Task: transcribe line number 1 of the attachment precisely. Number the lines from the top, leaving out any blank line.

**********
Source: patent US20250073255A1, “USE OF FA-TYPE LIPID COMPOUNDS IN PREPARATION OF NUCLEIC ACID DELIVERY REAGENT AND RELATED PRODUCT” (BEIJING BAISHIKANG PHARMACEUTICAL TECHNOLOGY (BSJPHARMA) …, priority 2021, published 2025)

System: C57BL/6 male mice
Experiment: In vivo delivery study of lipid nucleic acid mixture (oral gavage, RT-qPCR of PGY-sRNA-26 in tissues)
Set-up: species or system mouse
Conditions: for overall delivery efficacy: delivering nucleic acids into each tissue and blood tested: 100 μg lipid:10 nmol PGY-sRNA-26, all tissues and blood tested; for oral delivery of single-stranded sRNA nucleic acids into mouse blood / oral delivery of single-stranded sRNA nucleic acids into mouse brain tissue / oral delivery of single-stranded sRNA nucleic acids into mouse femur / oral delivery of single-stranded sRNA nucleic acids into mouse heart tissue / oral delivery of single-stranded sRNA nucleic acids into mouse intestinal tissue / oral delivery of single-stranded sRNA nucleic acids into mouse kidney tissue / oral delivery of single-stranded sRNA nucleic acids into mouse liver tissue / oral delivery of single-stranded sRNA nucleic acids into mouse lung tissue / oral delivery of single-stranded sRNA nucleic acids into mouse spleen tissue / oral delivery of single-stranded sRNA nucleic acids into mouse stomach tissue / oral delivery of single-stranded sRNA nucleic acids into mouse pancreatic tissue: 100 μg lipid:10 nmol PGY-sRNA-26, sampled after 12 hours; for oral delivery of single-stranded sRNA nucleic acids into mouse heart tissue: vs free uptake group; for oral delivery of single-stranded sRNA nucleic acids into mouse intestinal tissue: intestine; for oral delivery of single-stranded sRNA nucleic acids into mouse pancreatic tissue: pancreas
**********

Source: patent US20250073255A1, “USE OF FA-TYPE LIPID COMPOUNDS IN PREPARATION OF NUCLEIC ACID DELIVERY REAGENT AND RELATED PRODUCT” (BEIJING BAISHIKANG PHARMACEUTICAL TECHNOLOGY (BSJPHARMA) …, priority 2021, published 2025)